Nurse Family Partnership: Comparing Costs per Family in Randomized Trials Versus Scale-Up
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Abstract The literature that addresses cost differences between randomized trials and full-scale repli- cations is quite sparse. This paper examines how costs differed among three randomized trials and six statewide scale-ups of nurse family partnership (NFP) intensive home visitation to low income first- time mothers. A literature review provided data on pertinent trials. At our request, six well-established programs reported their total expenditures. We adjusted the costs to national prices based on mean hourly wages for registered nurses and then inflated them to 2010 dollars. A centralized data system provided utilization. Replications had fewer home visits per family than trials (25 vs. 31, p = .05), lower costs per client ($8860 vs. $12,398, p = .01), and lower costs per visit ($354 vs. $400, p = .30). Sample size limited the significance of these differences. In this type of labor intensive program, costs probably were lower in scale-up than in randomized trials. Key cost drivers were attrition and the stable caseload size possible in an ongoing program. Our estimates reveal awide variation in cost per visit across six state programs, which suggests that those planning replications should not expect a simple rule to guide cost estimations for scale-ups. Nevertheless, NFP replications probably achieved some economies of scale.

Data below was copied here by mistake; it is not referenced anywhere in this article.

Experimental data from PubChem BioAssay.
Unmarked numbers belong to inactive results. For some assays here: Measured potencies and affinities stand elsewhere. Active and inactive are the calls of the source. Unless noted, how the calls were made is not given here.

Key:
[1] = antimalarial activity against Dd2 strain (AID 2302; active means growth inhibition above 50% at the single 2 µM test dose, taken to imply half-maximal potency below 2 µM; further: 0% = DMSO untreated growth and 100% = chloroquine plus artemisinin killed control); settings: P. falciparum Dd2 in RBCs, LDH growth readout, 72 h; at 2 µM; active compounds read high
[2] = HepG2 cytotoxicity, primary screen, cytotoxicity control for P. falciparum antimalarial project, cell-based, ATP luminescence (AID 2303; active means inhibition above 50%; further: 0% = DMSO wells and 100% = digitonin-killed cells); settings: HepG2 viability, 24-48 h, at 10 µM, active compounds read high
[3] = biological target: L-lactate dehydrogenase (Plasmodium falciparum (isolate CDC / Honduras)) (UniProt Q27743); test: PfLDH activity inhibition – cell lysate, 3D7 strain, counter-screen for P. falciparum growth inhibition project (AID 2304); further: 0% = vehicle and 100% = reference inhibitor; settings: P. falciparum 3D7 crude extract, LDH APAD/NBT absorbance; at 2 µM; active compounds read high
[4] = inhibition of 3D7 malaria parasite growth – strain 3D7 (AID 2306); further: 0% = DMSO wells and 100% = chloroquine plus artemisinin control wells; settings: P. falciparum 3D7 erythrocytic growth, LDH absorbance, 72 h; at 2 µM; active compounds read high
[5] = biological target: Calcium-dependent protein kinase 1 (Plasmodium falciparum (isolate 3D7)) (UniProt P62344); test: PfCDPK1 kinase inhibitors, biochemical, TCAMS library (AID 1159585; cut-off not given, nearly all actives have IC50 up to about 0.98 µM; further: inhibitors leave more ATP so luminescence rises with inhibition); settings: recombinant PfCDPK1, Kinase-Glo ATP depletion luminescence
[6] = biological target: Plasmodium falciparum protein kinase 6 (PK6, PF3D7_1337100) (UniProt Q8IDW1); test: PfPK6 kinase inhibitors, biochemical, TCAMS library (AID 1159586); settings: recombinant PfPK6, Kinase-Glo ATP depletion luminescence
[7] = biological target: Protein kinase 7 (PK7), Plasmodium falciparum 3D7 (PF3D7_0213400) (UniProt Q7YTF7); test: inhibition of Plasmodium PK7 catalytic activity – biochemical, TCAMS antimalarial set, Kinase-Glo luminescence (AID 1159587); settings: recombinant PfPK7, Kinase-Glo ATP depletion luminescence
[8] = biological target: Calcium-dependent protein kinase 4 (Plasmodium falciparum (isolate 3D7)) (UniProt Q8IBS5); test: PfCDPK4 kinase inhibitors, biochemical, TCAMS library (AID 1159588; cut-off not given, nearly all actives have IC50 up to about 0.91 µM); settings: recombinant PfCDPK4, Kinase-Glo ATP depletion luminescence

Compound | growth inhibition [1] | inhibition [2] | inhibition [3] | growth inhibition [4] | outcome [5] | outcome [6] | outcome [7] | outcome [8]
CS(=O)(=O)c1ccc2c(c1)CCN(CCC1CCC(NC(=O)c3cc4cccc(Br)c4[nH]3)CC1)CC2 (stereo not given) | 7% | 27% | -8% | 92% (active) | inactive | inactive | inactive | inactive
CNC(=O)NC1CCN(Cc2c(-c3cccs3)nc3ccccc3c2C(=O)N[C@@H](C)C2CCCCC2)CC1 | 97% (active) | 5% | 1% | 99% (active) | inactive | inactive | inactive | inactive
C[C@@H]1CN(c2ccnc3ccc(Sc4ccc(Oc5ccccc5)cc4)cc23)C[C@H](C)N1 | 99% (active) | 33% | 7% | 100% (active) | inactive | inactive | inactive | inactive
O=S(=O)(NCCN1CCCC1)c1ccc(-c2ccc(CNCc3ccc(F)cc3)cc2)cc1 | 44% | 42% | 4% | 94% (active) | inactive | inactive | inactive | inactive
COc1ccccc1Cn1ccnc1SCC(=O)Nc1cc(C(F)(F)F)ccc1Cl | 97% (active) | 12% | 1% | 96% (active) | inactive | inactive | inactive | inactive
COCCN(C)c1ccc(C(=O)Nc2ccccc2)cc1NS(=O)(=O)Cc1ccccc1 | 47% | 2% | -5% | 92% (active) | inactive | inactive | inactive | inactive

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Miller, Ted; Hendrie, Delia (2015)© 2015, Springer Science+Business Media New York. The literature that addresses cost differences between randomized trials and full-scale replications is quite sparse. This paper examines how costs differed among three ...
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